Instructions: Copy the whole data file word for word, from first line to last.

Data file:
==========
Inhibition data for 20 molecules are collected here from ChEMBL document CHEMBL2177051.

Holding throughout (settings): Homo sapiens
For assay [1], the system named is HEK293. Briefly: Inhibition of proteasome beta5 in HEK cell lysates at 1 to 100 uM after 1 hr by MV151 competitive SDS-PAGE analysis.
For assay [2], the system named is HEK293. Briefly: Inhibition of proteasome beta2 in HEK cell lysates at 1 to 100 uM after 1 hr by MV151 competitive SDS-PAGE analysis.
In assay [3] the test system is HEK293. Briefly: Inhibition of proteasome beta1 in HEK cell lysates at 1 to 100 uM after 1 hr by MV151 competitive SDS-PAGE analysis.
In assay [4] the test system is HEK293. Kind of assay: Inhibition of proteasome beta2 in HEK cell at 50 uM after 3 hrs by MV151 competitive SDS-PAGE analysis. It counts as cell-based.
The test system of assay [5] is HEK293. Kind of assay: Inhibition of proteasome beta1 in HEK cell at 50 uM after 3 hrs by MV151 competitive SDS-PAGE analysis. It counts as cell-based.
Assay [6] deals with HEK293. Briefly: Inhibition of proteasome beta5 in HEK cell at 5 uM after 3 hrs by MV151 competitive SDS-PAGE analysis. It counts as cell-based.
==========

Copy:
Inhibition data for 20 molecules are collected here from ChEMBL document CHEMBL2177051.

Holding throughout (settings): Homo sapiens
For assay [1], the system named is HEK293. Briefly: Inhibition of proteasome beta5 in HEK cell lysates at 1 to 100 uM after 1 hr by MV151 competitive SDS-PAGE analysis.
For assay [2], the system named is HEK293. Briefly: Inhibition of proteasome beta2 in HEK cell lysates at 1 to 100 uM after 1 hr by MV151 competitive SDS-PAGE analysis.
In assay [3] the test system is HEK293. Briefly: Inhibition of proteasome beta1 in HEK cell lysates at 1 to 100 uM after 1 hr by MV151 competitive SDS-PAGE analysis.
In assay [4] the test system is HEK293. Kind of assay: Inhibition of proteasome beta2 in HEK cell at 50 uM after 3 hrs by MV151 competitive SDS-PAGE analysis. It counts as cell-based.
The test system of assay [5] is HEK293. Kind of assay: Inhibition of proteasome beta1 in HEK cell at 50 uM after 3 hrs by MV151 competitive SDS-PAGE analysis. It counts as cell-based.
Assay [6] deals with HEK293. Briefly: Inhibition of proteasome beta5 in HEK cell at 5 uM after 3 hrs by MV151 competitive SDS-PAGE analysis. It counts as cell-based.